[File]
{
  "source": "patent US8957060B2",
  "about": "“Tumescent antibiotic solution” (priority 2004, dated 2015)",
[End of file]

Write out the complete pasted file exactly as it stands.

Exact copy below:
{
  "source": "patent US8957060B2",
  "about": "“Tumescent antibiotic solution” (priority 2004, dated 2015)",